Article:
Student loan forgiveness has become a popular personal finance topic a while now as the Biden Administration proposed to forgive $10,000 in federal student loans.
But as it stands now, several student forgiveness programs forgive any remaining student loan balance. That is after making qualifying payments for 10 or 25 years for most federal student loans.
Private student loans are not eligible for federal student forgiveness programs. But such student loans can be forgiven due to a total or permanent disability or death. Private or federal student loans can get forgiveness when borrowers declare bankruptcy, but only in rare instances.
If you have private student loans, it will help if you considered refinancing your student loans. That will help decrease the financial burden.
Options Of Student Loan Forgiveness To Consider
Private student loans don’t have the same forgiveness benefits as federal student loans. But there are multiple options to consider depending on your financial situation and type of loan. These options can help you save money on student loans.
Here’s what you need to know about student forgiveness programs, whether you’re a federal or private student loan borrower.
Private Student Loan Forgiveness Options
Refinancing private student loans is one of the popular alternatives for acquiring a flexible loan term and saving money. Refinancing your loan can give you lower monthly payments when you qualify for lower interest rates.
As a current college student, you can request a deferment, including people working for specific employers such as the Peace Corps or the military. If you experience economic hardship, you can request a loan for forbearance. During the grace periods, your payments every month will pause, but interest can accumulate.
Federal Student Loan Forgiveness Programs
Currently, most federal student loans are under temporary forbearance with no interest. It will go through September 30, 2021, but it doesn’t automatically qualify for student loan forgiveness. In the forbearance duration, each monthly payment that is deferred is eligible for student loan forgiveness.
Direct Loans have the most forgiveness benefits. Perkins Loans and FFEL can also qualify. If you have a non-direct loan, you may have to consider consolidating them into a Direct Consolidation Loan. That will ensure that you are eligible for student loan forgiveness.
Also, when you consolidate your loans, you restart your payment history. That means previous loan payments won’t be eligible for loan forgiveness. The following are the most common forgiveness alternatives:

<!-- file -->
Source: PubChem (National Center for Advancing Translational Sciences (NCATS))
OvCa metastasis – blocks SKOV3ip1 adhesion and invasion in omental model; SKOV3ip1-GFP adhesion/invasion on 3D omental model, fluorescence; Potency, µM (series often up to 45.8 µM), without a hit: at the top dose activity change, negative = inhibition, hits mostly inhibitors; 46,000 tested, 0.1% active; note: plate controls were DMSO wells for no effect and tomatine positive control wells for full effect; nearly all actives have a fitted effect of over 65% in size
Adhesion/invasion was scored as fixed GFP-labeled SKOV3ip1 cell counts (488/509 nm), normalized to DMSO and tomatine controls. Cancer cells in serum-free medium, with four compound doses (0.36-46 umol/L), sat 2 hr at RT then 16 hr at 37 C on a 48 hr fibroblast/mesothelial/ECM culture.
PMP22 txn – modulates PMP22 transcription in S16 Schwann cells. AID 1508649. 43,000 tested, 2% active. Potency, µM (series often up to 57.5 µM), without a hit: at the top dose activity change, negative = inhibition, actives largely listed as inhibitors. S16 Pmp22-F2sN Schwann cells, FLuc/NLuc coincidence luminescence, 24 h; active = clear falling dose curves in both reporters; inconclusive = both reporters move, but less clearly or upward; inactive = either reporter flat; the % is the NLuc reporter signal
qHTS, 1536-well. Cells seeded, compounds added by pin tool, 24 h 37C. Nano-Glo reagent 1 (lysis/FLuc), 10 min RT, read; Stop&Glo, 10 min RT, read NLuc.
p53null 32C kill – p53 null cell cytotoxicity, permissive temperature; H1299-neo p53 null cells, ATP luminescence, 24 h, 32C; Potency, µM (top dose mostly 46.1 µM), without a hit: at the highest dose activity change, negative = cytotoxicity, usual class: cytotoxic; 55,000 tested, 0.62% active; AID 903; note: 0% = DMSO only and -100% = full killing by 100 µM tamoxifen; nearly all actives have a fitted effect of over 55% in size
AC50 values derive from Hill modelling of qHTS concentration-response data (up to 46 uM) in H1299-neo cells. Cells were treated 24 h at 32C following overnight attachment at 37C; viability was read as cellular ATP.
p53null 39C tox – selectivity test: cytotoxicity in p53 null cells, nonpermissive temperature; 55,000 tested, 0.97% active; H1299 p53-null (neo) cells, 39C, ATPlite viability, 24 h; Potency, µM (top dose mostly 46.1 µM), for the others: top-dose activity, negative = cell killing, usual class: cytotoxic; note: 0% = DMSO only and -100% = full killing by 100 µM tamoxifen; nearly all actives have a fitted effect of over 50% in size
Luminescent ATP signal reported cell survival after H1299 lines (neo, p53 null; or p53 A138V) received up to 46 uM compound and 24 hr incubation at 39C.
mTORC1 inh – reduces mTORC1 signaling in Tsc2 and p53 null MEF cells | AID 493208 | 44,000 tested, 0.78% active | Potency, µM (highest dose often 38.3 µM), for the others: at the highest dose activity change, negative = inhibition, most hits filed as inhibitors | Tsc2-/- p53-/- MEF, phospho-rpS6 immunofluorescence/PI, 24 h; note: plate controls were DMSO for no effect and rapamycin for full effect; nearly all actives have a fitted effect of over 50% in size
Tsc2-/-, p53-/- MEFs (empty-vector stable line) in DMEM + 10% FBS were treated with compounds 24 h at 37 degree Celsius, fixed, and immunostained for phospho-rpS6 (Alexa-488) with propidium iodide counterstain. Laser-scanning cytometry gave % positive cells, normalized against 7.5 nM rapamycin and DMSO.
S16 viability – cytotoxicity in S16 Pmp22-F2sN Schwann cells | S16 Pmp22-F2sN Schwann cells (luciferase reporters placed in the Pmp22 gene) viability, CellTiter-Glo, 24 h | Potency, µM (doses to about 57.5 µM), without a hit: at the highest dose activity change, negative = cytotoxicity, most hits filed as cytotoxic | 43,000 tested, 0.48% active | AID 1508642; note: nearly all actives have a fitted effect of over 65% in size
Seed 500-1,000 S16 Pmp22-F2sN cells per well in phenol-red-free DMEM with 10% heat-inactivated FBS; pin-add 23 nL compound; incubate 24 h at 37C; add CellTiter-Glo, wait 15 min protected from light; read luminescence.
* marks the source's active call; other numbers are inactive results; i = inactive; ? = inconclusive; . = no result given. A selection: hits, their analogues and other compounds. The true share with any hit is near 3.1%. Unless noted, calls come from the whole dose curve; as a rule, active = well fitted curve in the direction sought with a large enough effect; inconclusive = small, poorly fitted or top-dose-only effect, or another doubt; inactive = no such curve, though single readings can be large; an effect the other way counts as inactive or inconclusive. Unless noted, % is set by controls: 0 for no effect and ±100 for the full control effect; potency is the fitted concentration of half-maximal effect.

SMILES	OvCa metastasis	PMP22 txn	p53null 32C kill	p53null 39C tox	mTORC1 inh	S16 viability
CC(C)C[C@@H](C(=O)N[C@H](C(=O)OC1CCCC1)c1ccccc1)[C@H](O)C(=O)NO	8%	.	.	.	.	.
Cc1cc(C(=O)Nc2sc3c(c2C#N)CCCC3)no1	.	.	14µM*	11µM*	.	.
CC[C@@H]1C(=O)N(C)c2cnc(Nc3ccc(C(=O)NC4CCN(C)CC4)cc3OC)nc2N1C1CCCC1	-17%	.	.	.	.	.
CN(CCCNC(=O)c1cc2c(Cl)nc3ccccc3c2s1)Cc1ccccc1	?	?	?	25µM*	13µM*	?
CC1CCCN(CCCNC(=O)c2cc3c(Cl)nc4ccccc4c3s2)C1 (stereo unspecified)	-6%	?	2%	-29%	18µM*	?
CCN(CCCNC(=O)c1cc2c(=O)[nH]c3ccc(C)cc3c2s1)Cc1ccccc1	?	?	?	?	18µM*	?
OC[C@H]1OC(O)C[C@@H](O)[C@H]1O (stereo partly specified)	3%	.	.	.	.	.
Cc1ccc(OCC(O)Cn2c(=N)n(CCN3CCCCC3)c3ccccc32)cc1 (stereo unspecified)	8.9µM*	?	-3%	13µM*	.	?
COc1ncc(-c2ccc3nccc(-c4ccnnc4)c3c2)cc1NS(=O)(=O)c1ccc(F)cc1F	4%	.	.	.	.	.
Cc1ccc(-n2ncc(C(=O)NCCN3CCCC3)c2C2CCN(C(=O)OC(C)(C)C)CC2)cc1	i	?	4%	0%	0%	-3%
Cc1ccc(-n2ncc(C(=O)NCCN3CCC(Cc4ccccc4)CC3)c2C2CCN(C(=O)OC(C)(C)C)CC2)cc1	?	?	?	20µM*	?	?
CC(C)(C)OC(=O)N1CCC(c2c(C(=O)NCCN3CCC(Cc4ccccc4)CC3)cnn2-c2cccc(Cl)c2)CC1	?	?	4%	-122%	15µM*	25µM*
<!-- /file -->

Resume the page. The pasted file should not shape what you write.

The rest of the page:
Income-driven repayment forgiveness
The U.S. Education Department offers four income-based repayment plans. Each plan has different requirements and repayment terms but caps a borrower’s payment each month to a percentage of their current income.
If you take this plan, you may need to pay back your student loans every month for up to 25 years. Only then can your remaining balance can be forgiven. You can contact your loan services to help you choose the right repayment plan suitable for your condition.
However, if you don’t like to wait for decades for loan forgiveness, you can refinance your student loans. It’s possible to get a shorter repayment term that can help you save money. However, if you refinance your federal student loans with a private lender, you forfeit all forgiveness benefits.
Public Service Loan Forgiveness (PSLF)
If you’re a full-time non-profit or government employee, you can qualify for the PSLF program. You get forgiven on your remaining Direct Loans balance after ten years of qualifying payments.
If you qualify for PSLF, you can enroll in income-based repayment plans to decrease your monthly payment amount.
Teacher Loan Forgiveness
With the Teacher Loan Forgiveness, you can get loan forgiveness to a maximum of $17,500 for Direct Subsidized and Unsubsidized Loans. But you’ll need to teach full-time in a qualifying school or educational agencies for five consecutive academic years to be eligible.
State-Sponsored Repayment Assistance Programs
Most states in the United States offer student loan assistance programs, at least one. These programs usually take care of a partial loan balance in vital need career fields requiring high student loan debt.
However, most of these programs focus on recruiting attorneys and health care professionals.
Perkins Loans are directly issued from the university, even though the government subsidizes them. The new Perkins Loans closed in 2017. However, the existing Perkins Loans in repayment can be eligible for full or partial loan forgiveness for either volunteering, teaching, or government positions.
Student Loan Forgiveness Is Now Tax-Free
Student loan forgiveness is now tax-free, thanks to the provision included in the $1.9 stimulus package that Biden signed into law. Previously, any student debt forgiven by the federal government was taxable and levied at the borrower’s regular income tax rate.
But how much can it help borrowers?
Borrowers that will get the most impact of this change will be those in income-driven repayment plans. These repayment plans cap your monthly bills at a percentage of your discretionary income.
There are numerous income-based and career student forgiveness programs. But it takes several years or even decades to be eligible, and the benefits are for only federal student loans. Regardless, it’s possible to get rid of your student loans and become financially free with the listed forgiveness programs.